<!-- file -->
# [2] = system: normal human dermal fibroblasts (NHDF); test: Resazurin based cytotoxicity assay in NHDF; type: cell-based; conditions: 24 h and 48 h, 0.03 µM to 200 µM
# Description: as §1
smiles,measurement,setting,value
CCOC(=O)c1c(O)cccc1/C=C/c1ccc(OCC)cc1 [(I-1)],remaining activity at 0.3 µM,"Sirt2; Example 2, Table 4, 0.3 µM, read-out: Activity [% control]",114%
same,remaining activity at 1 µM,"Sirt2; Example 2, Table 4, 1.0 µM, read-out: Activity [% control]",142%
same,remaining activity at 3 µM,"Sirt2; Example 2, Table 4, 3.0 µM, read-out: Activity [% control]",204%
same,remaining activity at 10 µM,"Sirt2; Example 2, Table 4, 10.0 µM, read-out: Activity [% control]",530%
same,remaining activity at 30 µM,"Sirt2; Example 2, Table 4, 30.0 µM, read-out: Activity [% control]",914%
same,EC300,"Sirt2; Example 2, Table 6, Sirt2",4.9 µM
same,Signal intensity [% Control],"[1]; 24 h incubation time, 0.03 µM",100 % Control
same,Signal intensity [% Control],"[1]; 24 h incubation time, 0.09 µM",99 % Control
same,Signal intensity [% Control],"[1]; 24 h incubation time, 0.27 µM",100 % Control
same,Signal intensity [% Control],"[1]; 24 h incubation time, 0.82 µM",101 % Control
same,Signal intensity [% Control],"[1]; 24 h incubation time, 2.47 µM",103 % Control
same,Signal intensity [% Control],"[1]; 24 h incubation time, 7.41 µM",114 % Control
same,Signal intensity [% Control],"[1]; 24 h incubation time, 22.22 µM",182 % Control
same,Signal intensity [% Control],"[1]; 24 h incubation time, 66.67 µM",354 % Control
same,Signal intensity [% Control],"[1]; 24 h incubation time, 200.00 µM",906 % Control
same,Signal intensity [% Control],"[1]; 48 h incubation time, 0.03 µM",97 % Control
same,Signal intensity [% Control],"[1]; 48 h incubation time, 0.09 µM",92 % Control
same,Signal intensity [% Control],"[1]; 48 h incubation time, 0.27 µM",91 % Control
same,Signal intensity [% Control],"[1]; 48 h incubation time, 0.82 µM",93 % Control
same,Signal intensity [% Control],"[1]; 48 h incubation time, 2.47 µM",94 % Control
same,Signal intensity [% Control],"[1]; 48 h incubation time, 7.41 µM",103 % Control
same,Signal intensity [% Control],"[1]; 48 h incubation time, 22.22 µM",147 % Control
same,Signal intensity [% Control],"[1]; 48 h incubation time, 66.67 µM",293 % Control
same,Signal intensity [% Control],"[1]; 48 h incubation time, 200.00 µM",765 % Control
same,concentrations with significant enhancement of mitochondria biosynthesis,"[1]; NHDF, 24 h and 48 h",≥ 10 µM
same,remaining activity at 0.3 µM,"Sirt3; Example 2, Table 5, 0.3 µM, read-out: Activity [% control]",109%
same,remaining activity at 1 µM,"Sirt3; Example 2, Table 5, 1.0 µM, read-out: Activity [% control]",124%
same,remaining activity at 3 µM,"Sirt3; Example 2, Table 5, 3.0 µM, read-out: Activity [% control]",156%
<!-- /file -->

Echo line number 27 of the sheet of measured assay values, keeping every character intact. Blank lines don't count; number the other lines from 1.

same,Signal intensity [% Control],"[1]; 48 h incubation time, 200.00 µM",765 % Control